When it comes to tea, there is not a lot that Duncan Davis doesn’t know.
So much so, he can tell what temperature his kettle has reached simply from the sound it is making.
His partner Aine McGuckian shares his passion and together they have established Northern Ireland’s first ever dedicated Tea Bar.
Located on a quiet side street in Coleraine, Infuse Artisan Tea is home to a huge range of loose leaf varieties of the much loved drink, including their own collection.
When Duncan asks me if I would like a cup he doesn’t want to know if I require milk and sugar.
Instead, he asks how I am feeling and what sort of tastes I prefer. “Something citrusy like orange, or something smokier”? he enquires as I scan the large array on display.
Goblin Market, Big Red Robe and Dragon’s Well are just some of the more unusually named offerings. Currently, their range sits at just over 40 varieties but as Duncan says, he is always looking for more.
Traditional brewing methods are very important at Infuse, alongside Duncan’s keen ear for boiling kettles.
“All our tea is brewed to specific temperatures, and the blending depends on your chosen tea,” he explains. “We have done a lot of research and focused on tasting and testing. My understanding has all been self-taught but at some stage I would really like to do a tea sommelier course.”
In 2016, Northern Ireland’s Year of Food and Drink, the pair completed Causeway Coast and Glens Borough Council’s Journey to Market programme. Surrounded by other like-minded entrepreneurs, Aine and Duncan were able to share their passion and focus on developing their ‘Infuse’ range.
“A lot of the other participants were food-orientated as well so we were able to bounce around ideas. It was a really interesting programme which got us to market and retailing our teas,” said Duncan.
Locally, Causeway Speciality Market and Naturally North Coast and Glens Artisan Market provided the first platform for their products.
Duncan said: “The Markets were great for meeting people and allowing us to talk to potential customers and encourage them to try other flavours.”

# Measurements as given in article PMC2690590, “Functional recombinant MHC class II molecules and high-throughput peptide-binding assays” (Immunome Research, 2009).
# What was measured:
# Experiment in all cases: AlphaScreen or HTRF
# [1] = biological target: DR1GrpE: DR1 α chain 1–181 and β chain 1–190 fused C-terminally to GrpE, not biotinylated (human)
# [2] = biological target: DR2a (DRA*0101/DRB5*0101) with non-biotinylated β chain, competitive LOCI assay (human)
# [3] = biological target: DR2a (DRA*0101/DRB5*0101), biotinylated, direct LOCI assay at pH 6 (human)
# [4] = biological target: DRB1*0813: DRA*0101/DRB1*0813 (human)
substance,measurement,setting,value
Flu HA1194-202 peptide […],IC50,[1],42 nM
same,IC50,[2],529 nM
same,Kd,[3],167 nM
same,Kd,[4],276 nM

The transition to the Tea Bar was helped by an online Kickstarter campaign which raised over £5000. The couple were delighted with the level of support it received, especially from other local businesses.
Duncan, who is originally from South Africa, met Garvagh girl Aine while they were at university in Lincoln studying acupuncture and herbal medicine respectively.
Aine’s background has led her to create functional blends like ‘Essential Goddess’ which includes rose petals and ginseng with the final version tweaked to perfection by Duncan and his well-trained tea palate.
Causeway Breakfast Blend, one of their signature offerings, has been specially designed to reflect the history of tea in the region. It strikes a balance between Chinese, Indian and Sri Lankan black teas, reflecting how supplies were affected by events during World War Two when alternative sources were utilised for the first time.
So how have the public taken to the idea of a Tea Bar?
“We have had a really interesting reaction so far. We know we could have taken the idea to a bigger city but we both liked Coleraine and feel there is a lot of potential. We have taken a slow growth approach and that suits us as now as we are still developing. People have been surprisingly open to the idea and a lot of what we do is education based,” said Duncan.
For those interested in finding out more, Duncan and Aine host monthly tea-tasting evenings at the Tea Bar. This gives participants an opportunity to try different varieties, including their unique mocktails and tea-infused hot chocolate, while learning more about the story behind each blend.
You can find out more on Facebook and Twitter or go to www.letsinfuse.co.uk.